WTF is up with DJ Dimplez’ rapey cover art?


Twitter was split this week in a discussion on the sinister cover art of DJ Dimplez’ new single, What A Night. The cover art is meant to depict an epic night out.

Last week, the South African hip hop DJ released cover art for the single, with the hashtag #WhatANight. The cover art depicts Dimplez carrying a drunk girl who had passed out in an alleyway outside what appears to be a club.

Twitter folk immediately called DJ Dimplez out for perpetuating rape culture in a country where women and children face sexual violence daily.

But many saw nothing wrong with the cover art, saying it merely showed the DJ helping a drunk girl home.

YouTube vlogger Sibu Mpanza, called DJ Dimplez out for the date rape implying cover art.

His comments sparked even more debate. Several people told Mpanza he was being overly sensitive and looking for things that weren’t there.

Mpanza told The Daily Vox he tweeted about the artwork because it was a clearcut example of what rape culture looks like in South Africa.

Mpanza said people, including content creators, have a responsibility to understand the context we live in and to create work that doesn’t trigger people unnecessarily.

“At the end of the day that picture could’ve been a trigger for many women who have been inebriated and taken advantage of in clubs by men,” he said.

Mpanza said that women generally agreed with him, saying the cover art perpetuated rape culture. “People were grossed out, they couldn’t believe the art had gone through so many channels and everybody had agreed to it,” he said.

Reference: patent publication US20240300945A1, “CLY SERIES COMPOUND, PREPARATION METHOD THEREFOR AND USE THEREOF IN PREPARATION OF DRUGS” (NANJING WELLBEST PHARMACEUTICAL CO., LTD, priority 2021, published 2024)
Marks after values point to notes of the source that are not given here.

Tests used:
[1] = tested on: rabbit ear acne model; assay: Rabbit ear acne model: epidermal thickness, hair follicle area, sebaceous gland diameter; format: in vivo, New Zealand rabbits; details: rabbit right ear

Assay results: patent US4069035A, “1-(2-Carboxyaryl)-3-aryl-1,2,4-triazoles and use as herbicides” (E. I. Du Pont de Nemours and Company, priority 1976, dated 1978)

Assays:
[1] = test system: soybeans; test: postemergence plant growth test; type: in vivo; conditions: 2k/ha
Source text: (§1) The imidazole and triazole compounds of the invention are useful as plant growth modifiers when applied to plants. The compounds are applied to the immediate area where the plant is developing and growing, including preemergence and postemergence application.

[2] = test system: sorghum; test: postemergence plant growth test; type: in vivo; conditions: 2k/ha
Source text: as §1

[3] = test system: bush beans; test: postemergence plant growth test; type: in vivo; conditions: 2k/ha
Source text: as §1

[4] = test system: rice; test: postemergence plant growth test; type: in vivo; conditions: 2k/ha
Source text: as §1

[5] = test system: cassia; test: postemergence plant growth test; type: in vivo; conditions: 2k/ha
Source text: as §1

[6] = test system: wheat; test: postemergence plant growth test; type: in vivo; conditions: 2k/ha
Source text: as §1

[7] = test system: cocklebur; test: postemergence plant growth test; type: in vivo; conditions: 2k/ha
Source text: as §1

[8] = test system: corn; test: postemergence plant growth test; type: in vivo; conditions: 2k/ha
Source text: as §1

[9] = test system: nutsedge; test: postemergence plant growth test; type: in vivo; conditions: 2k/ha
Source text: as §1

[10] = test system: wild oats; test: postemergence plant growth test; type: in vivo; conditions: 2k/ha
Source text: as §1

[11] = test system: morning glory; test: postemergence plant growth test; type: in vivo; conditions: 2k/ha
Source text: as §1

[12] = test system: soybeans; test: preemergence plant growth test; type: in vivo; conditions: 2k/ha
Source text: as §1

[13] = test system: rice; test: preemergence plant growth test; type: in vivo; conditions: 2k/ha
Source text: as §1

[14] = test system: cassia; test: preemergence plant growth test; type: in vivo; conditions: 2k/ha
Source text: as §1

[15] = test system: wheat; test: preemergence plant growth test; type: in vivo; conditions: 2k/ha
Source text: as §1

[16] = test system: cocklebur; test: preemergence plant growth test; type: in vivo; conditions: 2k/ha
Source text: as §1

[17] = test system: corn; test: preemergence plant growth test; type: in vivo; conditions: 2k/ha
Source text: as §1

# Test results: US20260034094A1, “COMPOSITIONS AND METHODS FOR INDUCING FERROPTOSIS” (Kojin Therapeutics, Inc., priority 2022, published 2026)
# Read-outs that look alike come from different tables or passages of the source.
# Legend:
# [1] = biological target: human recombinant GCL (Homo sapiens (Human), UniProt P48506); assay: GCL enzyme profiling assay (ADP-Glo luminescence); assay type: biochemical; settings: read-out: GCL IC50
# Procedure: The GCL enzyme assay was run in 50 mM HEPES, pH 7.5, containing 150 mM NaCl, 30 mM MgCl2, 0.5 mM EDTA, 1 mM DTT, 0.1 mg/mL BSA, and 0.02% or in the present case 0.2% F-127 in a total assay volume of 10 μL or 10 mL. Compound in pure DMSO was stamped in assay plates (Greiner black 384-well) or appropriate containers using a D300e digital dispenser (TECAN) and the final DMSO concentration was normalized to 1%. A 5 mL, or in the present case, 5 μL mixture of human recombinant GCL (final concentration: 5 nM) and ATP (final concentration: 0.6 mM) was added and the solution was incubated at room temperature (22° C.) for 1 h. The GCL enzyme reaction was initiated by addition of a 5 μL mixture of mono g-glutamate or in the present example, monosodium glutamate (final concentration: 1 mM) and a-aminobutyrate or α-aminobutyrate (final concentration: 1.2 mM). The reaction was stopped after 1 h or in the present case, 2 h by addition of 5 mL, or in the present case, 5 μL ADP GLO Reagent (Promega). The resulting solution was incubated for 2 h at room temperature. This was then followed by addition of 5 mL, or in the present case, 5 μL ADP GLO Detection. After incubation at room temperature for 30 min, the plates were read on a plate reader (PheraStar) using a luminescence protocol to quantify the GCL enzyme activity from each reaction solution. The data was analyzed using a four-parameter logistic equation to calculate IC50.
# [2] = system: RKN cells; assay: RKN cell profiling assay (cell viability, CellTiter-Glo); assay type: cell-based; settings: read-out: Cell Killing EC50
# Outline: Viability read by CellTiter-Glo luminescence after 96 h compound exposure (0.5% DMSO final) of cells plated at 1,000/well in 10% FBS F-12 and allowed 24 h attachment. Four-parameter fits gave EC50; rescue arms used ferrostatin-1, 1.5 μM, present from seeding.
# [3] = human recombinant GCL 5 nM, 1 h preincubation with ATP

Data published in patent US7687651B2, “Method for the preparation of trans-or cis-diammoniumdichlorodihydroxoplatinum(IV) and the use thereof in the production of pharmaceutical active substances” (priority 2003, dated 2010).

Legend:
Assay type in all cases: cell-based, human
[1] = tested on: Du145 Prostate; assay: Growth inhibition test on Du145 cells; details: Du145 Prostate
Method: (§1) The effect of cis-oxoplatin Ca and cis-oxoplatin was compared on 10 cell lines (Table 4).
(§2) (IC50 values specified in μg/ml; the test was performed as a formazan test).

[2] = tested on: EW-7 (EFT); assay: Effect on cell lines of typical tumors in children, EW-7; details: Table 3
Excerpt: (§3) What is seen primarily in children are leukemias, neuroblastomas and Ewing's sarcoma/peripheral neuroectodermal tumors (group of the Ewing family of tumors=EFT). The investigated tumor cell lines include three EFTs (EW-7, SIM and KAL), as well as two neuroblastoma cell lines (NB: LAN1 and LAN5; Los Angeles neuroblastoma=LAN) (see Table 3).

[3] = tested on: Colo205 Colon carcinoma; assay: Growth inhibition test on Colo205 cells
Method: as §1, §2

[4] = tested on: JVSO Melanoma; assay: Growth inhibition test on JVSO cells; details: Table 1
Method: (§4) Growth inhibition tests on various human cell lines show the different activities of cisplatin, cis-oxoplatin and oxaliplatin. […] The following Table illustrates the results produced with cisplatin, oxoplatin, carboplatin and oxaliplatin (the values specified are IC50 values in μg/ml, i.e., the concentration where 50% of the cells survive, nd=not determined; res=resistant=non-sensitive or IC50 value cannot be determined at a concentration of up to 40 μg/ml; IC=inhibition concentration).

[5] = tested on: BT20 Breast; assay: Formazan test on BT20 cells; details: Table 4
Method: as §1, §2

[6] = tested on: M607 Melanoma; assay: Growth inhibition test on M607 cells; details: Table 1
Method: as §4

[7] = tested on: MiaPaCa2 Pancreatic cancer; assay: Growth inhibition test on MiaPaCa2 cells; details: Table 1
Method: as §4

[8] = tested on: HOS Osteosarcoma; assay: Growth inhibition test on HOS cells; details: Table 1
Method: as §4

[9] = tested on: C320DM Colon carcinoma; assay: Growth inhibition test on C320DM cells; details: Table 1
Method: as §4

But many others couldn’t see anything wrong with the picture and kept responding to his tweet with alternative scenarios for the situation the cover art represented.

“I had to explain over and over to grown men that context is key and in a South African context, it looks like a man walking out of a club in a dark alleyway with a woman,” he said.

DJ Dimplez has since apologised saying he realised the cover art “calls to mind rapists’ stereotypes”. He said it was never his intention to promote senseless rape culture or taking advantage of women. He has since removed the cover art from the singles listing.

But even after he apologised, people kept coming forward saying nothing was wrong.

Some asked how people could still defend the cover after Dimplez himself called himself to order.

The unwillingness to acknowledge how problematic the cover art was shows how deeply entrenched rape culture is in South Africa. It’s important to recognise rape culture and to challenge it in all its forms, so good on Mpanza for calling it out and on DJ Dimplez for responding to the criticism.

Featured image via @DJDimplez on Twitter


  1. comrades person who composed this cover relish degrading women. What is that person plus recording artist mothers like? Seeing adult they turned out to be if those mothers had choice of to birth these fools again knowing this information would they birth them? If yes those mothers are trifling heifers that in this instant have burden women of South Africa with their children whose trifling excuses for adulst that should not sell another song unto they apologize to women of South Africa plus make amend by contributing to movement fighting violence against women. Stupid is what Stupid do. They are stupid plus should be kept broke as possible unto they become sensible. Very much sincere, Henry Price Jr. aka Obediah Buntu IL-Khan aka Kankan aka Gue.


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